‘Environmental Leadership and Expertise: poor substitutes for responsible ownership and the ability to get and apply relevant intelligence?’.
In: RGS Annual Conference: '(Re)Thinking Expertise: Spaces of Production, Performance, & the Politics of Representation', 26th - 29th August 2008, RGS / Imperial College, London.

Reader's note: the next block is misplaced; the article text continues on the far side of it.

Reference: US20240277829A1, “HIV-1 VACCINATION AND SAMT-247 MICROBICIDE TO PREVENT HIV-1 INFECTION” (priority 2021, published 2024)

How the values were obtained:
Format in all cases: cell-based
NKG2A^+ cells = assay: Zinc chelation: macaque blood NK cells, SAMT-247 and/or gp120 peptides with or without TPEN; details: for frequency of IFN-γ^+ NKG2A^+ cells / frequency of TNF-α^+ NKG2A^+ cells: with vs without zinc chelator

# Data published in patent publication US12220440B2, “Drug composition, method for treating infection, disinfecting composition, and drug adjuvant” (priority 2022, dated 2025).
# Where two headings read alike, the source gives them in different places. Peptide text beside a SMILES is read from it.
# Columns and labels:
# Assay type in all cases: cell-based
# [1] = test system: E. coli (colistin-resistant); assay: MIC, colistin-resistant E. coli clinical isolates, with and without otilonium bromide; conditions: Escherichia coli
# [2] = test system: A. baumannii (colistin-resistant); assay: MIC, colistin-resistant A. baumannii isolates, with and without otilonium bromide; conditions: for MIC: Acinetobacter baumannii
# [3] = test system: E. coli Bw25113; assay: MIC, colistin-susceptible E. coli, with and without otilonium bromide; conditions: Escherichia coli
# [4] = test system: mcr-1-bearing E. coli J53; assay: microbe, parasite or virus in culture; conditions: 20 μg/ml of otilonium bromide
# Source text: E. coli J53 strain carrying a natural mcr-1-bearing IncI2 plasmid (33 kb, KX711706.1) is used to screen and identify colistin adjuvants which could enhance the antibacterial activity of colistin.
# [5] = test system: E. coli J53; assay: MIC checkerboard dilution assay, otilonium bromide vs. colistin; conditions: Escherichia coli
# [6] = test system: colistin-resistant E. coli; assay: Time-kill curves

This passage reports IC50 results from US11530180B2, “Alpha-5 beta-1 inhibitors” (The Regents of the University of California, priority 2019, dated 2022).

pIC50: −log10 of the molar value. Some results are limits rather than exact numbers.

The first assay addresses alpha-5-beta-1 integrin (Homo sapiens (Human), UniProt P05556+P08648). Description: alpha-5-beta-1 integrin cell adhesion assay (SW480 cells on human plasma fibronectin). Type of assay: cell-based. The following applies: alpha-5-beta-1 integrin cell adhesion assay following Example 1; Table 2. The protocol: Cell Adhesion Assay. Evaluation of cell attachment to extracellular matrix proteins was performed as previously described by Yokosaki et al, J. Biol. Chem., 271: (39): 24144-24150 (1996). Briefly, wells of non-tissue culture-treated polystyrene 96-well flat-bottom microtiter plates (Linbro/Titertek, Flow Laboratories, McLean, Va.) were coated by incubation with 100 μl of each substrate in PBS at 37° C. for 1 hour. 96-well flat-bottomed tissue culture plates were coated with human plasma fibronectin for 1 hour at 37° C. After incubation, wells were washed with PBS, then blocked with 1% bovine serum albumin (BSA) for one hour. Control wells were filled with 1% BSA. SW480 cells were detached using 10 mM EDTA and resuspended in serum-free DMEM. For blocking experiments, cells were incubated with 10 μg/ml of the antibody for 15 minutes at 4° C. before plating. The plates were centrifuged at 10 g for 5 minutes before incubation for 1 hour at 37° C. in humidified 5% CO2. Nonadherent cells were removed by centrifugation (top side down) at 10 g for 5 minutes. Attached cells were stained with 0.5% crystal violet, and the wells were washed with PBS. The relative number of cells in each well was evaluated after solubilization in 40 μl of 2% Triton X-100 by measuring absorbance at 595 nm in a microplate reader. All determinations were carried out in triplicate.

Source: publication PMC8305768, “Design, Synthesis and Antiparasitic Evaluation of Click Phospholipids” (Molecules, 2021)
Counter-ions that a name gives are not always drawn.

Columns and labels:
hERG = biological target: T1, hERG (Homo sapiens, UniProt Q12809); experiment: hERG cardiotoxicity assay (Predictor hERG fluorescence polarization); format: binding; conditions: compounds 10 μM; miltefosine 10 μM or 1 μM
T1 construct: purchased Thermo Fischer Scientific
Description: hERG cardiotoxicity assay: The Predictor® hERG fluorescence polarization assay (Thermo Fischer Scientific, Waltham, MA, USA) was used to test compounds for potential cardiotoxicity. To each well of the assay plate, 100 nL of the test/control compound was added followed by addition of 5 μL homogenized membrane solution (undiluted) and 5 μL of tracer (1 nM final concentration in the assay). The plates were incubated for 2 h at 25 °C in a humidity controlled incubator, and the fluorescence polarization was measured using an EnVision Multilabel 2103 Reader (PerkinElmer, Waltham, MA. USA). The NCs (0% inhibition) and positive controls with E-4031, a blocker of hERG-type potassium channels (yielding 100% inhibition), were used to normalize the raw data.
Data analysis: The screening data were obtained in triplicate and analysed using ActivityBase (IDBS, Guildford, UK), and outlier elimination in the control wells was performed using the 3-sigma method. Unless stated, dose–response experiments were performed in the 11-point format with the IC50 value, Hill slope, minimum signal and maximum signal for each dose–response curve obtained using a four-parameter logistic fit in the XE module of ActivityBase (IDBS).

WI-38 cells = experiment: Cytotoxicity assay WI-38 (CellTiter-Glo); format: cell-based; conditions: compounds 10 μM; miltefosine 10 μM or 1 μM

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While expertise is the means by which relevant intelligence may be applied to specific situations, it also plays a role in setting policy, selecting options and justifying contested choice. This legitimisation function is perhaps most evident in decision making for unwelcome projects. As 'scientific' knowledge is taken within adversarial processes of quasi-legal and political decision making some of its underlying assumptions may be challenged, in particular notions of objectivity, rigour and questions about the selection of evidence. Parallels may be drawn with the less well defined concept of leadership, especially that promoted in environmental contexts. While much of the literature on environmental leadership promotes a marketable product, training courses in management skills, it is also associated with claims that go beyond reasonable use of the concept. Difficult and contested situations are met with ever more rhetorical promotion of the need for more leadership. Perhaps both inappropriate claims to expertise, as where status and knowledge in one field is assumed to transfer to a quite different set of circumstances. I suggest that ways of transferring ownership of, and responsibility for, the problem in question, combined with the means to gather, and to apply, whatever intelligence is necessary may be the answer.